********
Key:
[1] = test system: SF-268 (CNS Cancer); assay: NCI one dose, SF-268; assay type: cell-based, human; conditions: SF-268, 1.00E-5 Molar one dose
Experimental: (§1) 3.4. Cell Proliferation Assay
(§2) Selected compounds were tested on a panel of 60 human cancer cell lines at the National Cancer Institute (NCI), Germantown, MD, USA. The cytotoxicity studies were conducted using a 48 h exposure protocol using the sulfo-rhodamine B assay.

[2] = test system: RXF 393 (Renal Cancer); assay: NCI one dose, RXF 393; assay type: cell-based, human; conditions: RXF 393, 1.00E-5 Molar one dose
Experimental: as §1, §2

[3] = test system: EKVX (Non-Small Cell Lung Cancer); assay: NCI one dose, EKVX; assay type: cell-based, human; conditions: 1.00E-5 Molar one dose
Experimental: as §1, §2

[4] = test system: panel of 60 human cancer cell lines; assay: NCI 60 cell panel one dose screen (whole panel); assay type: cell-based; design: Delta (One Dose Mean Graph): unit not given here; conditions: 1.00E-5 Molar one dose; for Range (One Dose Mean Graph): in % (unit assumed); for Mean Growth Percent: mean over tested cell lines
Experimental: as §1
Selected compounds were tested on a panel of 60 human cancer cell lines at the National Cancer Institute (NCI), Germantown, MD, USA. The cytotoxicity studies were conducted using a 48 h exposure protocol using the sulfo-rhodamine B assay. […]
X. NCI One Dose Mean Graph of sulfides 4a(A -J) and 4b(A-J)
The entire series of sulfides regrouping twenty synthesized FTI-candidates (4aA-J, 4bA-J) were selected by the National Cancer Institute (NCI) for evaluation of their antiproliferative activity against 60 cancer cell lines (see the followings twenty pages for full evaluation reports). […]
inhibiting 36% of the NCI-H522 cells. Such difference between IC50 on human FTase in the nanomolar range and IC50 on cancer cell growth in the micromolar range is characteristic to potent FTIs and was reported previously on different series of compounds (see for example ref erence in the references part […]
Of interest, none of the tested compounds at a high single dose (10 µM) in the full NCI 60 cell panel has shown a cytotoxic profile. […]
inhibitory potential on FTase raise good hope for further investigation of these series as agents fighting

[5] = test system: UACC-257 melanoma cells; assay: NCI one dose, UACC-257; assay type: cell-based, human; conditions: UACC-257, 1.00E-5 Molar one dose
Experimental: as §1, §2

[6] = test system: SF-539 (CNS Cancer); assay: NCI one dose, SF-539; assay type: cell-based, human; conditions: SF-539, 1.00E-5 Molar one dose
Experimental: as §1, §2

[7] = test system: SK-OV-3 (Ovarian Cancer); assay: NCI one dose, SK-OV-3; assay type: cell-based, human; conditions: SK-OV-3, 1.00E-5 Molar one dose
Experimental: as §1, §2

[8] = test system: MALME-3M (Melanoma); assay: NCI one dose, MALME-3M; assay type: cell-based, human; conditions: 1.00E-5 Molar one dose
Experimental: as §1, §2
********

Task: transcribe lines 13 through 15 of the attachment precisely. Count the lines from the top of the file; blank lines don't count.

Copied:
The entire series of sulfides regrouping twenty synthesized FTI-candidates (4aA-J, 4bA-J) were selected by the National Cancer Institute (NCI) for evaluation of their antiproliferative activity against 60 cancer cell lines (see the followings twenty pages for full evaluation reports). […]
inhibiting 36% of the NCI-H522 cells. Such difference between IC50 on human FTase in the nanomolar range and IC50 on cancer cell growth in the micromolar range is characteristic to potent FTIs and was reported previously on different series of compounds (see for example ref erence in the references part […]
Of interest, none of the tested compounds at a high single dose (10 µM) in the full NCI 60 cell panel has shown a cytotoxic profile. […]